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Get Happy with MTAPI!

Standards Group Offers up a Multicore Programming Library

“I believe robots should only have faces if they truly need them.” – Donald A. Norman, PhD.


Two heads are better than one. But too many cooks spoil the broth. Which aphorism applies to multicore programming?

We all know that multicore processors are here, but, like the impending robot apocalypse, we’re not sure what to do about it. It’s all very nice to ooh and ahh over the latest multicore processors – Twenty cores! Forty cores! Bring ’em on! – but when it comes time to actually code the things… we’re often left staring at our shoes.

Programming multicore is hard (who knew?), but help is on the way. From several quarters, in fact. One of the beneficent entities is the Multicore Association which, it must be said, is appropriately named. They’re all about multicore hardware and software, and they’ve come up with a cunning plan.

It’s called MTAPI, and it’s a new multicore task-management (the that’s the MT- part of the name) application programming interface (the -API part) for multicore hardware with different (i.e., heterogeneous) computing resources. Got a DSP, a CPU, and a GPU all cohabitating in your system? Not sure how to allocate tasks to them all? MTAPI is here to help.

Like any API, MTAPI is just a set of rules, not code. It’s an agreed-upon interface layer between what you want and what the system can provide. It provides a framework for parallelization without having to know exactly how parallel your hardware is. And, like any API, it accommodates updates, upgrades, and complete overhauls of the underlying hardware.

In MTAPI’s view of the world, multicore programming is broken up into Jobs, Actions, and Tasks. A Job is simply a high-level abstraction along the lines of, “I want to apply a filter to these JPG images.” The Job is then broken up into Actions, which will be dispatched to individual hardware units, like a DSP or a GPU. Finally, Tasks are callable routines that perform the actual work of the Action. In a dual-processor system, you might have one Job (filtering the images), two Actions (one for the GPU, one for the DSP), and several Tasks that perform the hardware-specific filtering.

The idea is that you can replace the underlying hardware with more, or fewer, computing resources but retain the structure of your Jobs and Actions. The Tasks are generally going to be hardware-specific.

That may all sound pretty vague, but getting even that far was an achievement. There are lots of parallel-programming frameworks around (OpenGL and CUDA, for instance), but they’re intended either for heavyweight computer systems or for specific application areas like 3D graphics or gene folding. What the Multicore Association wanted was an API for embedded systems that wasn’t domain-specific.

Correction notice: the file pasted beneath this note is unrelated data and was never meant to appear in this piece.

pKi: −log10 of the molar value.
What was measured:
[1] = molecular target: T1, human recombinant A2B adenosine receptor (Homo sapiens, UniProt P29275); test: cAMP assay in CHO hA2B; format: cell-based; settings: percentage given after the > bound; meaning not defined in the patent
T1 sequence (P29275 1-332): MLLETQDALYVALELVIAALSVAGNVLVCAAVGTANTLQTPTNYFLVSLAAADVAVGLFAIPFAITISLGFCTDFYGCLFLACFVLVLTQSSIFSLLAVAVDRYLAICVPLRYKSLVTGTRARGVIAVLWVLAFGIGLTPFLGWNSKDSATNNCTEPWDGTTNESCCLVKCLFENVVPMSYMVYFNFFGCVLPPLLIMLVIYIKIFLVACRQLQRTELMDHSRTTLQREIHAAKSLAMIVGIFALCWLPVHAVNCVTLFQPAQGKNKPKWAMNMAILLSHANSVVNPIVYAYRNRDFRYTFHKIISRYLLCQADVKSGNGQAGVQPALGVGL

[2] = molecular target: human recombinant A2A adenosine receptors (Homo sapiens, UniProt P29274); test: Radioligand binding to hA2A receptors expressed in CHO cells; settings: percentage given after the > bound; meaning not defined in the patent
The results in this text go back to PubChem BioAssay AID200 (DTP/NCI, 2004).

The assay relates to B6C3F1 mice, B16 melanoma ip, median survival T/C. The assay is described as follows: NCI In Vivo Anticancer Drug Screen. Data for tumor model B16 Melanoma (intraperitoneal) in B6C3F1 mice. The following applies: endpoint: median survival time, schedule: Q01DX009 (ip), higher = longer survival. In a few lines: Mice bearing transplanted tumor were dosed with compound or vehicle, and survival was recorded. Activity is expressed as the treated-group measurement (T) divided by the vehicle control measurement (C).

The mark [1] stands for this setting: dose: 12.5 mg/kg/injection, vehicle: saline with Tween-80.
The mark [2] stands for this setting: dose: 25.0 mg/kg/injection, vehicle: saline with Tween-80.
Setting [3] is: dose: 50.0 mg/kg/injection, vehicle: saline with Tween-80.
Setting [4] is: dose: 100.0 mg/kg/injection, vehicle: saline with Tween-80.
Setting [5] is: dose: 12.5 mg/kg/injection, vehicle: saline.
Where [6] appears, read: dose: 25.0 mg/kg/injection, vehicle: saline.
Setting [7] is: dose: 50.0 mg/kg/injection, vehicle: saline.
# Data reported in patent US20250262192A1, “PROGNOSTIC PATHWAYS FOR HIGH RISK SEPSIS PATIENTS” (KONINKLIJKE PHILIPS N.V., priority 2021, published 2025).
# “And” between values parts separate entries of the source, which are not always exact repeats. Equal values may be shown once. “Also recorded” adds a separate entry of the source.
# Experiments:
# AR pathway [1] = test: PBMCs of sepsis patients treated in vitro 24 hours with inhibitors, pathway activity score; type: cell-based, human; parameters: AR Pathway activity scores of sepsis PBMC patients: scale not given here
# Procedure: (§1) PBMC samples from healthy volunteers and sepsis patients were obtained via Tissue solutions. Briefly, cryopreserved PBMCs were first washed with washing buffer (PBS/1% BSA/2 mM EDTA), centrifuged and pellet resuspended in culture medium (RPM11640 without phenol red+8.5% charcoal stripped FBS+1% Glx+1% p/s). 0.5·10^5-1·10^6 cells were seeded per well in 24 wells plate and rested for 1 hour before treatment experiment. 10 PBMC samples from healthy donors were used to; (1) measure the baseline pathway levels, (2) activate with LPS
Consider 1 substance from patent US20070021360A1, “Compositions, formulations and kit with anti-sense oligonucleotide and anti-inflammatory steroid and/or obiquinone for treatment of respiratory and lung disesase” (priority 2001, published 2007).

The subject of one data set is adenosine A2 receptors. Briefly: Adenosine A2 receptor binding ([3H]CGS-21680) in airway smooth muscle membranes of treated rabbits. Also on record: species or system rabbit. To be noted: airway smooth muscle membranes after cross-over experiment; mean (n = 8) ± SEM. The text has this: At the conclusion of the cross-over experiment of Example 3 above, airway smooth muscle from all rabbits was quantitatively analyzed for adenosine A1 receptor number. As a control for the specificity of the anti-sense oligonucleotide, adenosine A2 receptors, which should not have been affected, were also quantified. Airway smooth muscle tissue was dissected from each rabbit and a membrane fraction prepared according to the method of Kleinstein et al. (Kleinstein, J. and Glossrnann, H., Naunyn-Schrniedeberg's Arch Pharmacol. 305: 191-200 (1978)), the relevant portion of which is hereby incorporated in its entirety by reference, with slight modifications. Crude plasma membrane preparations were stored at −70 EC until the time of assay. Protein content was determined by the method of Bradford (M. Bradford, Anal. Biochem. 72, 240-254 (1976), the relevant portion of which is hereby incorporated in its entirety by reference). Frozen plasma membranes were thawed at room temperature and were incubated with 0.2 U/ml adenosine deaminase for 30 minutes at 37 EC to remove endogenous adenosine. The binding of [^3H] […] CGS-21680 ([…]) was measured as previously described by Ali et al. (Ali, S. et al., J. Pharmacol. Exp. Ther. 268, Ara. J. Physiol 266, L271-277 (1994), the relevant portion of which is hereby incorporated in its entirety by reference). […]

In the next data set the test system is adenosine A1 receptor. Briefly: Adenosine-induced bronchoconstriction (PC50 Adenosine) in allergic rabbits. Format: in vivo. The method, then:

To back up its interface, the group also created EMB2. It’s the meat in the MTAPI sandwich: a real, working library of code that implements many of the MTAPI APIs for resource-constrained embedded systems. The EMB2 library (which stands for Embedded Multicore Building Blocks, natch) was developed mostly at Siemens for use by its own developers in different business areas. Siemens has its fingers in a lot of pies, and the company’s far-flung developers were often trying to solve the same problems, on opposite sides of the world. Thus, the company decided to bite the bullet and take the lead in developing EMB2, partly to satisfy its own requirements and partly because it’s an active member of the Multicore Association and that’s the right thing to do.

EMB2 is free, open-source code with its own website. It comes with its own task scheduler, although you’re free to use an RTOS or other operating system if you prefer. Key among its design guidelines was determinism: EMB2 does not allocate memory on the fly. Once an object is allocated or a task instantiated, its memory is fixed. No runtime garbage collection here.

The current task scheduler is fairly… straightforward. It simply dispatches Actions (in the Job-Action-Task sense) to the next idle processor core, regardless of whether it’s a DSP, a CPU, a GPU, or some other compute engine. As such, some tasks may get assigned to processors for which they’re ill-suited, but that’s better than nothing, and better than hand-coding processor affinities. Future versions of EMB2 will be a lot smarter about pairing up software with the appropriate hardware.

Although EMB2 is a giveaway, it’s also solid, production-ready code that’s been through the corporate software-quality wringer, according to Siemens. It’s also not the only way to implement MTAPI standards. Other developers can implement the same feature set in other ways. Indeed, a few Multicore Association members have already scurried off and created their own equivalents to EMB2 for their own internal use. Commercial alternatives might also be on the horizon. EMB2 is the first, but probably not the only, solution to the multicore problem.

The MTAPI standard and the EMB2 library bridge the gap between theory and existence proof. MTAPI tells us how it should be done; EMB2 shows how it can be done. Between the two, we’re a lot farther along in our march toward robot domination.  

One thought on “Get Happy with MTAPI!”

  1. Knives have been with us for a few thousand years, but every year hundreds (more likely thousands) of new ones are designed every year. And many people thrive to design another one as another form or art or utility or just because they are bored, want a challenge, or more simply just because they can. And that’s actually really cool, and doesn’t really cost everyone something.